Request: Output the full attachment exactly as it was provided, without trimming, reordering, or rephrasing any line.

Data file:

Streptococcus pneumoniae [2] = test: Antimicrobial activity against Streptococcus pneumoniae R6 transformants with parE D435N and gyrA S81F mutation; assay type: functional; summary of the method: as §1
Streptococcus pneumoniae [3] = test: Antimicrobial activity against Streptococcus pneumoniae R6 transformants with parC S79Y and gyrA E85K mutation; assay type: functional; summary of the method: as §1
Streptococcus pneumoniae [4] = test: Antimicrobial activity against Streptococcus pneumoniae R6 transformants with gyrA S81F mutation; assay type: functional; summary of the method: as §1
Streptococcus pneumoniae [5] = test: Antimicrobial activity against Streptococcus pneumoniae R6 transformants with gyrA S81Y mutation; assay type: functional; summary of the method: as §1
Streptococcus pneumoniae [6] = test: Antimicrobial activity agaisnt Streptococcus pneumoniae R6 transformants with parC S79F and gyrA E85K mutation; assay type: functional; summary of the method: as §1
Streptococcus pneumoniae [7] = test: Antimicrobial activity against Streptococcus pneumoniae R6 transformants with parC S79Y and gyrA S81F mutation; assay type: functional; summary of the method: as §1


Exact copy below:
Streptococcus pneumoniae [2] = test: Antimicrobial activity against Streptococcus pneumoniae R6 transformants with parE D435N and gyrA S81F mutation; assay type: functional; summary of the method: as §1
Streptococcus pneumoniae [3] = test: Antimicrobial activity against Streptococcus pneumoniae R6 transformants with parC S79Y and gyrA E85K mutation; assay type: functional; summary of the method: as §1
Streptococcus pneumoniae [4] = test: Antimicrobial activity against Streptococcus pneumoniae R6 transformants with gyrA S81F mutation; assay type: functional; summary of the method: as §1
Streptococcus pneumoniae [5] = test: Antimicrobial activity against Streptococcus pneumoniae R6 transformants with gyrA S81Y mutation; assay type: functional; summary of the method: as §1
Streptococcus pneumoniae [6] = test: Antimicrobial activity agaisnt Streptococcus pneumoniae R6 transformants with parC S79F and gyrA E85K mutation; assay type: functional; summary of the method: as §1
Streptococcus pneumoniae [7] = test: Antimicrobial activity against Streptococcus pneumoniae R6 transformants with parC S79Y and gyrA S81F mutation; assay type: functional; summary of the method: as §1